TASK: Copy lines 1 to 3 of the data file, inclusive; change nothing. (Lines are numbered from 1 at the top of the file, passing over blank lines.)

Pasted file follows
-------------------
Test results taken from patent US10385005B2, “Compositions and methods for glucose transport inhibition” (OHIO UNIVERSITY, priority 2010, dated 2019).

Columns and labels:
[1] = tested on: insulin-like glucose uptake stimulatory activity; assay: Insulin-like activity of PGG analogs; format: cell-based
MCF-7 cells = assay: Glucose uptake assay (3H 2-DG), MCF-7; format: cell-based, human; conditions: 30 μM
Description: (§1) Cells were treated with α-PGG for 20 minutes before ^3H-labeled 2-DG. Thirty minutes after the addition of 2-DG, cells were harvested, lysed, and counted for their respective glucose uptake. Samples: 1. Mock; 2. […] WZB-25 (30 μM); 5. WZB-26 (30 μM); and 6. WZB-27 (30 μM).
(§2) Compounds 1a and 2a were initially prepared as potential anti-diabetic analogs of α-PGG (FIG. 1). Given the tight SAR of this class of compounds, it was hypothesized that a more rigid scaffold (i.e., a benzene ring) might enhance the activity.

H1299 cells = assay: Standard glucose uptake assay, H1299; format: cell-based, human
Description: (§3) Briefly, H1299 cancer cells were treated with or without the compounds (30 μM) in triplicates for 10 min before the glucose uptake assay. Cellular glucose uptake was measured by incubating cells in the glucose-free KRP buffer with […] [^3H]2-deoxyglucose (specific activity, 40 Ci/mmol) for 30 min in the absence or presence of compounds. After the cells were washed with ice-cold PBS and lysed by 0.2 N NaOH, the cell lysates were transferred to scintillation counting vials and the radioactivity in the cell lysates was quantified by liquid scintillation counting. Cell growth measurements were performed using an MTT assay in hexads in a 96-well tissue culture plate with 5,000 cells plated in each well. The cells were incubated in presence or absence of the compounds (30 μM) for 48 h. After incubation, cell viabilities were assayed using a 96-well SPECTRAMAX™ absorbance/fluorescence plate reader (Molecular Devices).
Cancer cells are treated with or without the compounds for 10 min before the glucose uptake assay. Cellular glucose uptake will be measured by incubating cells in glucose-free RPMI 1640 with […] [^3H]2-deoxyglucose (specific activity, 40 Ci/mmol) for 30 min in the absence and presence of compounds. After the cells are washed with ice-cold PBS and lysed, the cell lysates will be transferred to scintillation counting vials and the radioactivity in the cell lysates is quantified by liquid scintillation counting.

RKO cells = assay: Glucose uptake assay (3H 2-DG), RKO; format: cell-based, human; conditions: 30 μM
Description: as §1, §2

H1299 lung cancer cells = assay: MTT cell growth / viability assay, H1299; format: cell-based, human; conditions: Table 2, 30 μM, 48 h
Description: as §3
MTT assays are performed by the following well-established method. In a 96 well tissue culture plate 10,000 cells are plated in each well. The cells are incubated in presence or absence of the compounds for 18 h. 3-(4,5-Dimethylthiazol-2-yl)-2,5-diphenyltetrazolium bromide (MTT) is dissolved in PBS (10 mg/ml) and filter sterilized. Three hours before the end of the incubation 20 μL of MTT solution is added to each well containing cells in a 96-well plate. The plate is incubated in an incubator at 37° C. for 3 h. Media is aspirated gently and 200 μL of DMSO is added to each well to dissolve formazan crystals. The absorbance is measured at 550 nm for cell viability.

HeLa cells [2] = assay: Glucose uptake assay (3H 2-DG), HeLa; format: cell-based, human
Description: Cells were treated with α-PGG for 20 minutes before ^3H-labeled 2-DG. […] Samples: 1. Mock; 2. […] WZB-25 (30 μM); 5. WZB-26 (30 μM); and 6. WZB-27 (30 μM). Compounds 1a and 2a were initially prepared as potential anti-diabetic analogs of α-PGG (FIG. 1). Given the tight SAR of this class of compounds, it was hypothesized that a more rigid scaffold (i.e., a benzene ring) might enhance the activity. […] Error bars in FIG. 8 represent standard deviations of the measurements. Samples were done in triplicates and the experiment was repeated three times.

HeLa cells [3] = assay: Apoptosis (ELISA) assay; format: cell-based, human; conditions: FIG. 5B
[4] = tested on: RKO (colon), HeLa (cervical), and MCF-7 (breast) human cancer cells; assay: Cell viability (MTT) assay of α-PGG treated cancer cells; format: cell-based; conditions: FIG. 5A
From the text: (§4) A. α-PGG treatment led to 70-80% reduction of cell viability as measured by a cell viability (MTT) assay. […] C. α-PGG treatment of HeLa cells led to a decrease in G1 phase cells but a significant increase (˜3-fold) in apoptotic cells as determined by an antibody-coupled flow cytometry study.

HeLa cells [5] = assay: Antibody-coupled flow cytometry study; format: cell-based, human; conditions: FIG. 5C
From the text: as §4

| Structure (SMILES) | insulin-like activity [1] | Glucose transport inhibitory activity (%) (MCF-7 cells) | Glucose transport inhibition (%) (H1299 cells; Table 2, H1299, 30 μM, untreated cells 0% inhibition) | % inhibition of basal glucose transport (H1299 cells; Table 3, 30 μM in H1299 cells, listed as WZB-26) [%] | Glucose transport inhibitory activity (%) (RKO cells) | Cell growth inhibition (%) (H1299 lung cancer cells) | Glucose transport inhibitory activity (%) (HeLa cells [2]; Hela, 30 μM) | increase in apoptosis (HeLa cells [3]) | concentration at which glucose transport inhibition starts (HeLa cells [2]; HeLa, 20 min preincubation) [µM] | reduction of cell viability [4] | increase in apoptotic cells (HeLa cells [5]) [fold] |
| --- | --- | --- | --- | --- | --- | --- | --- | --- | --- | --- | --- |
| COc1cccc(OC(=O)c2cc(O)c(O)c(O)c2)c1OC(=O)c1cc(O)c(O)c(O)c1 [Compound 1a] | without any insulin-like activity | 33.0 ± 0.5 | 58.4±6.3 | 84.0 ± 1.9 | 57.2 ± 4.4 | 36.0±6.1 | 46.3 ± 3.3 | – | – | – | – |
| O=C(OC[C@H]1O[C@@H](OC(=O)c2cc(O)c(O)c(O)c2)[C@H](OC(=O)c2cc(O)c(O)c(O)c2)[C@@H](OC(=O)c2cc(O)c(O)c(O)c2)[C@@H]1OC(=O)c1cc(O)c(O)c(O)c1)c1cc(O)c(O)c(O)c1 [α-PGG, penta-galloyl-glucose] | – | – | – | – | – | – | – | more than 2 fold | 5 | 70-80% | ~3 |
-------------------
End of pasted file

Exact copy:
Test results taken from patent US10385005B2, “Compositions and methods for glucose transport inhibition” (OHIO UNIVERSITY, priority 2010, dated 2019).

Columns and labels:
[1] = tested on: insulin-like glucose uptake stimulatory activity; assay: Insulin-like activity of PGG analogs; format: cell-based